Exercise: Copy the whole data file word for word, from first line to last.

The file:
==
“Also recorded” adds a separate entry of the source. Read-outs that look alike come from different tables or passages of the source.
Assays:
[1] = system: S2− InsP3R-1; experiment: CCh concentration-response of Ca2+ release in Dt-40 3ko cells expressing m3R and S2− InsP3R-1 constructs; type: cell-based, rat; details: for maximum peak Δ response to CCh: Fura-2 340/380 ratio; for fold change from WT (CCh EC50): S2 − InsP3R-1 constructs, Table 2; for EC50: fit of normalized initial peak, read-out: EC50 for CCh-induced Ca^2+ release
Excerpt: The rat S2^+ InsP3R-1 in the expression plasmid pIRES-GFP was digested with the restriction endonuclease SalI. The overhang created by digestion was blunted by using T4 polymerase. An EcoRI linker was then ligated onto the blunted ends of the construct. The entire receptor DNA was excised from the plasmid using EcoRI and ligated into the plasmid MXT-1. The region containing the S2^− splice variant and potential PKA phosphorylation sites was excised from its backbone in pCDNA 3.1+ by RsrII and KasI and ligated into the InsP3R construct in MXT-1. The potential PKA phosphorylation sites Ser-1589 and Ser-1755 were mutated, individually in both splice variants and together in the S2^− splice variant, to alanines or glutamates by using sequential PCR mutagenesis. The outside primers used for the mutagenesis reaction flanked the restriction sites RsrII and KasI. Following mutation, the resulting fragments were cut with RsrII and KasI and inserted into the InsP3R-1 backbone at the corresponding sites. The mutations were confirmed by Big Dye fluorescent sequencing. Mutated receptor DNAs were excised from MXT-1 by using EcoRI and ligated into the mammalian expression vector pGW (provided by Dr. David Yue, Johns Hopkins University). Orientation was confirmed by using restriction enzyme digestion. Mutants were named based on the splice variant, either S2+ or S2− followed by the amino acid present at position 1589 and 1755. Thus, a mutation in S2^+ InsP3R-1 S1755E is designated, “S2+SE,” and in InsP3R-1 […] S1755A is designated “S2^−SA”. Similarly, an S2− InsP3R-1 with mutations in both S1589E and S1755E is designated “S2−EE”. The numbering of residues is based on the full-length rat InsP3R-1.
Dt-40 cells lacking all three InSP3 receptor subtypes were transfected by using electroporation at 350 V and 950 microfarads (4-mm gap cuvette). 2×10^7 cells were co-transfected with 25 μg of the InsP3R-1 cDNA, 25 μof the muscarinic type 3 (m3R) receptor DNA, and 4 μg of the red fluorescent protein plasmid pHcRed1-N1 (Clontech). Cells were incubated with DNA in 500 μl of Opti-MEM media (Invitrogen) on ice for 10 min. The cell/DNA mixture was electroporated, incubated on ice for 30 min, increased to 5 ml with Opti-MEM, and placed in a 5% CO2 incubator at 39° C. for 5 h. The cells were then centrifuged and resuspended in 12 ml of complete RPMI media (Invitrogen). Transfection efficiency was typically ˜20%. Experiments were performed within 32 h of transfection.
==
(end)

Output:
“Also recorded” adds a separate entry of the source. Read-outs that look alike come from different tables or passages of the source.
Assays:
[1] = system: S2− InsP3R-1; experiment: CCh concentration-response of Ca2+ release in Dt-40 3ko cells expressing m3R and S2− InsP3R-1 constructs; type: cell-based, rat; details: for maximum peak Δ response to CCh: Fura-2 340/380 ratio; for fold change from WT (CCh EC50): S2 − InsP3R-1 constructs, Table 2; for EC50: fit of normalized initial peak, read-out: EC50 for CCh-induced Ca^2+ release
Excerpt: The rat S2^+ InsP3R-1 in the expression plasmid pIRES-GFP was digested with the restriction endonuclease SalI. The overhang created by digestion was blunted by using T4 polymerase. An EcoRI linker was then ligated onto the blunted ends of the construct. The entire receptor DNA was excised from the plasmid using EcoRI and ligated into the plasmid MXT-1. The region containing the S2^− splice variant and potential PKA phosphorylation sites was excised from its backbone in pCDNA 3.1+ by RsrII and KasI and ligated into the InsP3R construct in MXT-1. The potential PKA phosphorylation sites Ser-1589 and Ser-1755 were mutated, individually in both splice variants and together in the S2^− splice variant, to alanines or glutamates by using sequential PCR mutagenesis. The outside primers used for the mutagenesis reaction flanked the restriction sites RsrII and KasI. Following mutation, the resulting fragments were cut with RsrII and KasI and inserted into the InsP3R-1 backbone at the corresponding sites. The mutations were confirmed by Big Dye fluorescent sequencing. Mutated receptor DNAs were excised from MXT-1 by using EcoRI and ligated into the mammalian expression vector pGW (provided by Dr. David Yue, Johns Hopkins University). Orientation was confirmed by using restriction enzyme digestion. Mutants were named based on the splice variant, either S2+ or S2− followed by the amino acid present at position 1589 and 1755. Thus, a mutation in S2^+ InsP3R-1 S1755E is designated, “S2+SE,” and in InsP3R-1 […] S1755A is designated “S2^−SA”. Similarly, an S2− InsP3R-1 with mutations in both S1589E and S1755E is designated “S2−EE”. The numbering of residues is based on the full-length rat InsP3R-1.
Dt-40 cells lacking all three InSP3 receptor subtypes were transfected by using electroporation at 350 V and 950 microfarads (4-mm gap cuvette). 2×10^7 cells were co-transfected with 25 μg of the InsP3R-1 cDNA, 25 μof the muscarinic type 3 (m3R) receptor DNA, and 4 μg of the red fluorescent protein plasmid pHcRed1-N1 (Clontech). Cells were incubated with DNA in 500 μl of Opti-MEM media (Invitrogen) on ice for 10 min. The cell/DNA mixture was electroporated, incubated on ice for 30 min, increased to 5 ml with Opti-MEM, and placed in a 5% CO2 incubator at 39° C. for 5 h. The cells were then centrifuged and resuspended in 12 ml of complete RPMI media (Invitrogen). Transfection efficiency was typically ˜20%. Experiments were performed within 32 h of transfection.